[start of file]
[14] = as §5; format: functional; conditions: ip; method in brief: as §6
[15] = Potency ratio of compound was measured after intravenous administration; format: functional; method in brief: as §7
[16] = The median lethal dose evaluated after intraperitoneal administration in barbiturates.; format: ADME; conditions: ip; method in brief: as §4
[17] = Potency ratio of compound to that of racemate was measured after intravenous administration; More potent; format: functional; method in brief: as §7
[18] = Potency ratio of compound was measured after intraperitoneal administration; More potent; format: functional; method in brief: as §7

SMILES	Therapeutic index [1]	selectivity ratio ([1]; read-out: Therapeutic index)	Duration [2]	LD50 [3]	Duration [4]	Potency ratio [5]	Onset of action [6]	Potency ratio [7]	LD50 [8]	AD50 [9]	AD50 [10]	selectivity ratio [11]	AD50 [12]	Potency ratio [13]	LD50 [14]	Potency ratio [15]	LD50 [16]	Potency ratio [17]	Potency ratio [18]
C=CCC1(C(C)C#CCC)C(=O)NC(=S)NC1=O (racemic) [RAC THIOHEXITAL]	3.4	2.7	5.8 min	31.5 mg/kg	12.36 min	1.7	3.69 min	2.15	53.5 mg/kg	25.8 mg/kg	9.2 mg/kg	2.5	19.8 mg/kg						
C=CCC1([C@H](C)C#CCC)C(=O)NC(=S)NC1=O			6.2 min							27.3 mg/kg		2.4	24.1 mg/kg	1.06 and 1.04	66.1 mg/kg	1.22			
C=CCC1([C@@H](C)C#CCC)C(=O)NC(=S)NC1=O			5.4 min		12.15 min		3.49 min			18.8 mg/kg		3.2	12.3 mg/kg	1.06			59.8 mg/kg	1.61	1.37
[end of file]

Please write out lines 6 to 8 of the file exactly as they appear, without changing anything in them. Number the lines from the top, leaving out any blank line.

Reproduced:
SMILES	Therapeutic index [1]	selectivity ratio ([1]; read-out: Therapeutic index)	Duration [2]	LD50 [3]	Duration [4]	Potency ratio [5]	Onset of action [6]	Potency ratio [7]	LD50 [8]	AD50 [9]	AD50 [10]	selectivity ratio [11]	AD50 [12]	Potency ratio [13]	LD50 [14]	Potency ratio [15]	LD50 [16]	Potency ratio [17]	Potency ratio [18]
C=CCC1(C(C)C#CCC)C(=O)NC(=S)NC1=O (racemic) [RAC THIOHEXITAL]	3.4	2.7	5.8 min	31.5 mg/kg	12.36 min	1.7	3.69 min	2.15	53.5 mg/kg	25.8 mg/kg	9.2 mg/kg	2.5	19.8 mg/kg						
C=CCC1([C@H](C)C#CCC)C(=O)NC(=S)NC1=O			6.2 min							27.3 mg/kg		2.4	24.1 mg/kg	1.06 and 1.04	66.1 mg/kg	1.22			